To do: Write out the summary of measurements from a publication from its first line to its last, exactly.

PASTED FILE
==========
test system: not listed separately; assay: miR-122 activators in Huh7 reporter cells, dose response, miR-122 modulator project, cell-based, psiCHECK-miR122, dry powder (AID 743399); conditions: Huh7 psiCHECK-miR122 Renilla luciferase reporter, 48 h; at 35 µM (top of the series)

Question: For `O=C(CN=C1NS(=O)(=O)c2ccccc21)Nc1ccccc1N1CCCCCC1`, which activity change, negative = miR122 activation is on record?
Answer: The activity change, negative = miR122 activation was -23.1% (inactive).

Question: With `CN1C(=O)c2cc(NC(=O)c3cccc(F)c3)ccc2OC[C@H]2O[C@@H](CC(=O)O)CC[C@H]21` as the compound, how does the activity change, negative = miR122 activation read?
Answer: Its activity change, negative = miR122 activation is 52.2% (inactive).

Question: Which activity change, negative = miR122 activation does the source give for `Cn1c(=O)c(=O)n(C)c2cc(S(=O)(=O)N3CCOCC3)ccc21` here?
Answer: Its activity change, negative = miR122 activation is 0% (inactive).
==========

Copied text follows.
test system: not listed separately; assay: miR-122 activators in Huh7 reporter cells, dose response, miR-122 modulator project, cell-based, psiCHECK-miR122, dry powder (AID 743399); conditions: Huh7 psiCHECK-miR122 Renilla luciferase reporter, 48 h; at 35 µM (top of the series)

Question: For `O=C(CN=C1NS(=O)(=O)c2ccccc21)Nc1ccccc1N1CCCCCC1`, which activity change, negative = miR122 activation is on record?
Answer: The activity change, negative = miR122 activation was -23.1% (inactive).

Question: With `CN1C(=O)c2cc(NC(=O)c3cccc(F)c3)ccc2OC[C@H]2O[C@@H](CC(=O)O)CC[C@H]21` as the compound, how does the activity change, negative = miR122 activation read?
Answer: Its activity change, negative = miR122 activation is 52.2% (inactive).

Question: Which activity change, negative = miR122 activation does the source give for `Cn1c(=O)c(=O)n(C)c2cc(S(=O)(=O)N3CCOCC3)ccc21` here?
Answer: Its activity change, negative = miR122 activation is 0% (inactive).